Alex Lidow

“Recently there has also been developed a means of efficiently charging an electric drone in mid-air. Deploying this type of charger platform atop buildings or telephone polls, and possibly powered by small solar panels, might be the catalytic step towards implementing urban package deliveries via autonomous drones.”

Lidow also emphasizes the environmental importance of wireless power: “With power cords eliminated, urban traffic is reduced; also lowering our consumption of energy and burden on the environment.”

DJ: Which business sectors will benefit most from wireless technology?

Lidow: “GaN will help transform several industries in the years to come. The logistics industry for example, will achieve the ability to deliver packages via electric drones that can be recharged during their delivery missions. The medical industry will also see some major new opportunities via implantable electronics that can live inside our bodies but receive power from the outside. We are working with companies testing wirelessly powered heart pumps (heart pumps today need percutaneous wires that tend to be painful and become infected over time), and pain scintillators that can selectively block pain signals in patients with chronic pain. We are also working with companies with a vision to make operating rooms, as well as patient care facilities, completely wireless to reduce accidents and improve sterilization.”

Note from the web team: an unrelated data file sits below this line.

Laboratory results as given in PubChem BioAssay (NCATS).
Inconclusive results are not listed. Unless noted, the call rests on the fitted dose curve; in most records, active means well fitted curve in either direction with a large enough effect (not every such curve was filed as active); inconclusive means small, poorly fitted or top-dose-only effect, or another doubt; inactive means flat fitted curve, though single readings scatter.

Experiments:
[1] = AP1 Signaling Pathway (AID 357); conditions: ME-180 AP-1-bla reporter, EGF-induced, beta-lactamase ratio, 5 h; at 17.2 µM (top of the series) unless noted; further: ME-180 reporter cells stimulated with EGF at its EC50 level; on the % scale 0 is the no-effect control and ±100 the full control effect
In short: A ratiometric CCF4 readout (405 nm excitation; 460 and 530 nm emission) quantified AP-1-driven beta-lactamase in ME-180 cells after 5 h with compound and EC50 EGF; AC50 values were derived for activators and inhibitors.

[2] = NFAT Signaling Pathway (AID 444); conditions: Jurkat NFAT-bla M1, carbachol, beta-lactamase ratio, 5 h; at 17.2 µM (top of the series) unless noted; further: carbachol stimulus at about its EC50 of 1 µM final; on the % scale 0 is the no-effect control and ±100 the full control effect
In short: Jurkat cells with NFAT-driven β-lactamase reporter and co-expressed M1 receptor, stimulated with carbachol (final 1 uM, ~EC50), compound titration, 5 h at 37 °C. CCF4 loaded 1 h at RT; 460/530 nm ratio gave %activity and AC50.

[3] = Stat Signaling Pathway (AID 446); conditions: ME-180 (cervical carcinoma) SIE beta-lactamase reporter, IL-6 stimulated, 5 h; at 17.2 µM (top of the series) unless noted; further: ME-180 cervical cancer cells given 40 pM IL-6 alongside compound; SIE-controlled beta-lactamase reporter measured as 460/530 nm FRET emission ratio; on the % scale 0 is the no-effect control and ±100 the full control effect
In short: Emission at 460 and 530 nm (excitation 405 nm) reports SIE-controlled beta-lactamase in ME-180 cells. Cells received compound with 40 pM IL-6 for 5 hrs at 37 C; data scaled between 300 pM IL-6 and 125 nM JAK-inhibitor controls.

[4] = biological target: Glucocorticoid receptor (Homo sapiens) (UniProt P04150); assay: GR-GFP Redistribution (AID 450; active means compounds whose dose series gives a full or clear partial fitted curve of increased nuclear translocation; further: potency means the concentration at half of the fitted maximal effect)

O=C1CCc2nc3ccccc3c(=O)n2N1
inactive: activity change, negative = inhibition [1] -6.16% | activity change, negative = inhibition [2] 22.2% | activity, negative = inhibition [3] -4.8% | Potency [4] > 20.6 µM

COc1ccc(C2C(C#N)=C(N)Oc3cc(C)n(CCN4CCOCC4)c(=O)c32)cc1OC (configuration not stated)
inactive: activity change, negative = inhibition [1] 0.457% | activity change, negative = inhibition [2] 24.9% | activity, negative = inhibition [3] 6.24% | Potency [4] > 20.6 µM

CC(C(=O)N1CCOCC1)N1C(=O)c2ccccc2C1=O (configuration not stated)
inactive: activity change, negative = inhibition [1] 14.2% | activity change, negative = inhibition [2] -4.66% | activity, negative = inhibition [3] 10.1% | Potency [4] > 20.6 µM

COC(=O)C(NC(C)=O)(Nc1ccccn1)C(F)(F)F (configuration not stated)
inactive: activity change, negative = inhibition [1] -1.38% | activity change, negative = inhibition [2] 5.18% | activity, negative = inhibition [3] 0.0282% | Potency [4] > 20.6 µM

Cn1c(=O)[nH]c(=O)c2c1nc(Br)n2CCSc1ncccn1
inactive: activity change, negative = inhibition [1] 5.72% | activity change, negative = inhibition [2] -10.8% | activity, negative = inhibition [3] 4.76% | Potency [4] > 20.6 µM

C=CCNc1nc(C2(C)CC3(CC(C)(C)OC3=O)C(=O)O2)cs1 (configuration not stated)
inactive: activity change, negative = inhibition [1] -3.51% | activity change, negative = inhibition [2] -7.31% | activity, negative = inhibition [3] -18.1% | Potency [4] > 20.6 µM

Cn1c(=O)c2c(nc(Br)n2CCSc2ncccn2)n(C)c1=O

DJ: How did you approach your research? What were the main complications along the way?

Lidow: “The road so far has not been easy. Mastering the materials and processes involved in growing gallium nitride as a thin crystalline layer on top of a silicon substrate has taken years of development. At Efficient Power Conversion (EPC), we started with the thesis that we could make power conversion devices that would have both higher performance and lower cost than their silicon counterparts. In order to accomplish this quickly we needed to leverage the existing infrastructure designed for silicon device manufacturing. We found a willing partner in Taiwan-based Episil Technologies, which worked with us to incorporate our device materials and processes into its existing silicon factories. Fortunately, we were able to master the materials growth, as well as the issues of process compatibility and two years after the launch of our company, we were able to bring products to customers.

“GaN-on-Si technology has only been available for about seven years, but is already producing products that are higher performing and lower cost to manufacture than silicon-based power conversion devices that have been around for 40 years. In addition, GaN-on-Si transistors are still 300 times less efficient than their theoretical capability. Silicon transistors, in contrast, are at-or-near their theoretical performance limit. With the transition to GaN, we have a long road ahead of better and better products that will enable new and even more wonderful applications.